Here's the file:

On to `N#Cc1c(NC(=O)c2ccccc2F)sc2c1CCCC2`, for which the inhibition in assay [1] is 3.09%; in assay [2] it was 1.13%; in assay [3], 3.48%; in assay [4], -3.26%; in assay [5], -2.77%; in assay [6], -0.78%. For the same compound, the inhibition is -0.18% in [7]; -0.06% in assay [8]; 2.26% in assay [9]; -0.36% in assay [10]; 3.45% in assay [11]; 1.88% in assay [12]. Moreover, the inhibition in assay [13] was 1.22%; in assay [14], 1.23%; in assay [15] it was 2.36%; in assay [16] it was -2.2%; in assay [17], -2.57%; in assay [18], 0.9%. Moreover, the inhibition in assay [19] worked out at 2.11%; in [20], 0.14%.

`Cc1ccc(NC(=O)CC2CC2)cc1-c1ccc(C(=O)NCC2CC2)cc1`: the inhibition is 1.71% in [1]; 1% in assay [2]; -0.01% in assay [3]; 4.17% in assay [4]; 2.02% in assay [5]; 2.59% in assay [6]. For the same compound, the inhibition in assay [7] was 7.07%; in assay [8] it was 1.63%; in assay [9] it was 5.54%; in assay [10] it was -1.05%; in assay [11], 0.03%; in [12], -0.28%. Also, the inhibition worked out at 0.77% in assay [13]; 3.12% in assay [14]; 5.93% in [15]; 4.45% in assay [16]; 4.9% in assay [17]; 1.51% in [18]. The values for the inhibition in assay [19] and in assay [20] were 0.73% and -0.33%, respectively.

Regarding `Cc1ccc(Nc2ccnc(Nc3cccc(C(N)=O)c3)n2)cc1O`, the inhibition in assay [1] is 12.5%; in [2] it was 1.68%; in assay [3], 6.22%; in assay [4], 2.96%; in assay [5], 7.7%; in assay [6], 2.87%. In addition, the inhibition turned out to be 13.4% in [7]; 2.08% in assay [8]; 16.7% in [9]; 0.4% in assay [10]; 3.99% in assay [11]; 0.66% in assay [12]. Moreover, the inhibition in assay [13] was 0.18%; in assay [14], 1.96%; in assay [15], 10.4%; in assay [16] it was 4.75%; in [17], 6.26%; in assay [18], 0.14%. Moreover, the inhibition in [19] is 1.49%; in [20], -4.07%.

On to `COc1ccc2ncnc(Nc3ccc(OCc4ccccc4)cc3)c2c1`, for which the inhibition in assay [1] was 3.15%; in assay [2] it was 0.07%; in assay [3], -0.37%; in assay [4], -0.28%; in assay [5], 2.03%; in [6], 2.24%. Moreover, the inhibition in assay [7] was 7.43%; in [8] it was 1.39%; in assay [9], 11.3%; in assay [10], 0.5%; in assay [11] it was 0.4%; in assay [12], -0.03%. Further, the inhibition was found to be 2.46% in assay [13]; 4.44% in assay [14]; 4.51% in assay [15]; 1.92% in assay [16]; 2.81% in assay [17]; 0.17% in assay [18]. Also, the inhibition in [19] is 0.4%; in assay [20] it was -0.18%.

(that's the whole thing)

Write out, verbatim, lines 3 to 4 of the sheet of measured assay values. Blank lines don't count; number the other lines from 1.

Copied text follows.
Regarding `Cc1ccc(Nc2ccnc(Nc3cccc(C(N)=O)c3)n2)cc1O`, the inhibition in assay [1] is 12.5%; in [2] it was 1.68%; in assay [3], 6.22%; in assay [4], 2.96%; in assay [5], 7.7%; in assay [6], 2.87%. In addition, the inhibition turned out to be 13.4% in [7]; 2.08% in assay [8]; 16.7% in [9]; 0.4% in assay [10]; 3.99% in assay [11]; 0.66% in assay [12]. Moreover, the inhibition in assay [13] was 0.18%; in assay [14], 1.96%; in assay [15], 10.4%; in assay [16] it was 4.75%; in [17], 6.26%; in assay [18], 0.14%. Moreover, the inhibition in [19] is 1.49%; in [20], -4.07%.

On to `COc1ccc2ncnc(Nc3ccc(OCc4ccccc4)cc3)c2c1`, for which the inhibition in assay [1] was 3.15%; in assay [2] it was 0.07%; in assay [3], -0.37%; in assay [4], -0.28%; in assay [5], 2.03%; in [6], 2.24%. Moreover, the inhibition in assay [7] was 7.43%; in [8] it was 1.39%; in assay [9], 11.3%; in assay [10], 0.5%; in assay [11] it was 0.4%; in assay [12], -0.03%. Further, the inhibition was found to be 2.46% in assay [13]; 4.44% in assay [14]; 4.51% in assay [15]; 1.92% in assay [16]; 2.81% in assay [17]; 0.17% in assay [18]. Also, the inhibition in [19] is 0.4%; in assay [20] it was -0.18%.